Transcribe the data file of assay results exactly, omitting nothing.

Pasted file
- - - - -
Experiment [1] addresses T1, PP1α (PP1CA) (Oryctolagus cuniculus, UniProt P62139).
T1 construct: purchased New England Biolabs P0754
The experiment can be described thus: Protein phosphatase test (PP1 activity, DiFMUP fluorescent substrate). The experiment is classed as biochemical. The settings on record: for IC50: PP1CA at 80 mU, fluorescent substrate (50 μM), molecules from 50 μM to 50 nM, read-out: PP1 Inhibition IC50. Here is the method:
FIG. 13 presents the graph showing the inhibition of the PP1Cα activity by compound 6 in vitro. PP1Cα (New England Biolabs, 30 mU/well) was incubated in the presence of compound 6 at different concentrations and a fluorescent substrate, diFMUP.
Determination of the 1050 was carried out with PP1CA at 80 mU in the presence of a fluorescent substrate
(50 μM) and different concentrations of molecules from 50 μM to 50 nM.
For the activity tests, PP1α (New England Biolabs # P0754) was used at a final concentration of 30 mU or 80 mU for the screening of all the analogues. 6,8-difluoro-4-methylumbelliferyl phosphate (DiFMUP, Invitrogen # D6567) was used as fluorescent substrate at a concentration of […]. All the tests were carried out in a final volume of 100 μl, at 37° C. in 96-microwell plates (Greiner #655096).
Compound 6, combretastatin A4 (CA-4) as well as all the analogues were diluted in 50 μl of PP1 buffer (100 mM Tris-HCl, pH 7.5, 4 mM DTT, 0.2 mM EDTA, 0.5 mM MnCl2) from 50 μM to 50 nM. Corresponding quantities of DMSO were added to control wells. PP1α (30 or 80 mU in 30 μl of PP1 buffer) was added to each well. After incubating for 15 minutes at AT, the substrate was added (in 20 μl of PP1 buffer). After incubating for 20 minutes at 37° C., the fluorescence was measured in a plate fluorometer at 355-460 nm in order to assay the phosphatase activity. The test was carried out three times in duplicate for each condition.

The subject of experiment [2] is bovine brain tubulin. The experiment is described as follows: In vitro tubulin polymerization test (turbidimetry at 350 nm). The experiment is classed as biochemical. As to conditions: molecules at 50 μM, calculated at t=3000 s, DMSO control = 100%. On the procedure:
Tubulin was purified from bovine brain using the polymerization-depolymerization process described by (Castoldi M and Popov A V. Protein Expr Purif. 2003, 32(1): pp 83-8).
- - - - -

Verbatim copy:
Experiment [1] addresses T1, PP1α (PP1CA) (Oryctolagus cuniculus, UniProt P62139).
T1 construct: purchased New England Biolabs P0754
The experiment can be described thus: Protein phosphatase test (PP1 activity, DiFMUP fluorescent substrate). The experiment is classed as biochemical. The settings on record: for IC50: PP1CA at 80 mU, fluorescent substrate (50 μM), molecules from 50 μM to 50 nM, read-out: PP1 Inhibition IC50. Here is the method:
FIG. 13 presents the graph showing the inhibition of the PP1Cα activity by compound 6 in vitro. PP1Cα (New England Biolabs, 30 mU/well) was incubated in the presence of compound 6 at different concentrations and a fluorescent substrate, diFMUP.
Determination of the 1050 was carried out with PP1CA at 80 mU in the presence of a fluorescent substrate
(50 μM) and different concentrations of molecules from 50 μM to 50 nM.
For the activity tests, PP1α (New England Biolabs # P0754) was used at a final concentration of 30 mU or 80 mU for the screening of all the analogues. 6,8-difluoro-4-methylumbelliferyl phosphate (DiFMUP, Invitrogen # D6567) was used as fluorescent substrate at a concentration of […]. All the tests were carried out in a final volume of 100 μl, at 37° C. in 96-microwell plates (Greiner #655096).
Compound 6, combretastatin A4 (CA-4) as well as all the analogues were diluted in 50 μl of PP1 buffer (100 mM Tris-HCl, pH 7.5, 4 mM DTT, 0.2 mM EDTA, 0.5 mM MnCl2) from 50 μM to 50 nM. Corresponding quantities of DMSO were added to control wells. PP1α (30 or 80 mU in 30 μl of PP1 buffer) was added to each well. After incubating for 15 minutes at AT, the substrate was added (in 20 μl of PP1 buffer). After incubating for 20 minutes at 37° C., the fluorescence was measured in a plate fluorometer at 355-460 nm in order to assay the phosphatase activity. The test was carried out three times in duplicate for each condition.

The subject of experiment [2] is bovine brain tubulin. The experiment is described as follows: In vitro tubulin polymerization test (turbidimetry at 350 nm). The experiment is classed as biochemical. As to conditions: molecules at 50 μM, calculated at t=3000 s, DMSO control = 100%. On the procedure:
Tubulin was purified from bovine brain using the polymerization-depolymerization process described by (Castoldi M and Popov A V. Protein Expr Purif. 2003, 32(1): pp 83-8).